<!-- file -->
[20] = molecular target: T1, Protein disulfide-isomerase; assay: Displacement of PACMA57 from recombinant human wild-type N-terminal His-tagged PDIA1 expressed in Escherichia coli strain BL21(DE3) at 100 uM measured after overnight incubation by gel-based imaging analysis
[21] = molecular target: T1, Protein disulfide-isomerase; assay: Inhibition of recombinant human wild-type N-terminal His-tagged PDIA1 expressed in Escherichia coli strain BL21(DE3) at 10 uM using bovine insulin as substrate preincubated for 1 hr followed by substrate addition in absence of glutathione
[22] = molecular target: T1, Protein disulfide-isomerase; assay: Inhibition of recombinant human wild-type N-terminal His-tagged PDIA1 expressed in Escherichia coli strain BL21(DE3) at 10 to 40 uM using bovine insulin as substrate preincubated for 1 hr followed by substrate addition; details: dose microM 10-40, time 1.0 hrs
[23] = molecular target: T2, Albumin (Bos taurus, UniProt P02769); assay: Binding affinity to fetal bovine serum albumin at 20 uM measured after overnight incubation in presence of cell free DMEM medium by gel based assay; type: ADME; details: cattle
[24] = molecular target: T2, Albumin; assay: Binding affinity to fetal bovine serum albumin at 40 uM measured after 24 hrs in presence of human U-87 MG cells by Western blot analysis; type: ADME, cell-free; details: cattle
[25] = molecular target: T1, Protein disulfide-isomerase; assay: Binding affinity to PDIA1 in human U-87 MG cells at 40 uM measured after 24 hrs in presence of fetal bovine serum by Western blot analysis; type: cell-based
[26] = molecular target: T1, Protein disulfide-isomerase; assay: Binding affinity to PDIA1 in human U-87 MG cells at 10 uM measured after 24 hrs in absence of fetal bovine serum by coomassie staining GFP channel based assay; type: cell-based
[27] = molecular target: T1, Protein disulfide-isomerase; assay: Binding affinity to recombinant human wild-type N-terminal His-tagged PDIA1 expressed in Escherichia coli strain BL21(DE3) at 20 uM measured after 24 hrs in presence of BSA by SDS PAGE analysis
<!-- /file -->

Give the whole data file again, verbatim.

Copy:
[20] = molecular target: T1, Protein disulfide-isomerase; assay: Displacement of PACMA57 from recombinant human wild-type N-terminal His-tagged PDIA1 expressed in Escherichia coli strain BL21(DE3) at 100 uM measured after overnight incubation by gel-based imaging analysis
[21] = molecular target: T1, Protein disulfide-isomerase; assay: Inhibition of recombinant human wild-type N-terminal His-tagged PDIA1 expressed in Escherichia coli strain BL21(DE3) at 10 uM using bovine insulin as substrate preincubated for 1 hr followed by substrate addition in absence of glutathione
[22] = molecular target: T1, Protein disulfide-isomerase; assay: Inhibition of recombinant human wild-type N-terminal His-tagged PDIA1 expressed in Escherichia coli strain BL21(DE3) at 10 to 40 uM using bovine insulin as substrate preincubated for 1 hr followed by substrate addition; details: dose microM 10-40, time 1.0 hrs
[23] = molecular target: T2, Albumin (Bos taurus, UniProt P02769); assay: Binding affinity to fetal bovine serum albumin at 20 uM measured after overnight incubation in presence of cell free DMEM medium by gel based assay; type: ADME; details: cattle
[24] = molecular target: T2, Albumin; assay: Binding affinity to fetal bovine serum albumin at 40 uM measured after 24 hrs in presence of human U-87 MG cells by Western blot analysis; type: ADME, cell-free; details: cattle
[25] = molecular target: T1, Protein disulfide-isomerase; assay: Binding affinity to PDIA1 in human U-87 MG cells at 40 uM measured after 24 hrs in presence of fetal bovine serum by Western blot analysis; type: cell-based
[26] = molecular target: T1, Protein disulfide-isomerase; assay: Binding affinity to PDIA1 in human U-87 MG cells at 10 uM measured after 24 hrs in absence of fetal bovine serum by coomassie staining GFP channel based assay; type: cell-based
[27] = molecular target: T1, Protein disulfide-isomerase; assay: Binding affinity to recombinant human wild-type N-terminal His-tagged PDIA1 expressed in Escherichia coli strain BL21(DE3) at 20 uM measured after 24 hrs in presence of BSA by SDS PAGE analysis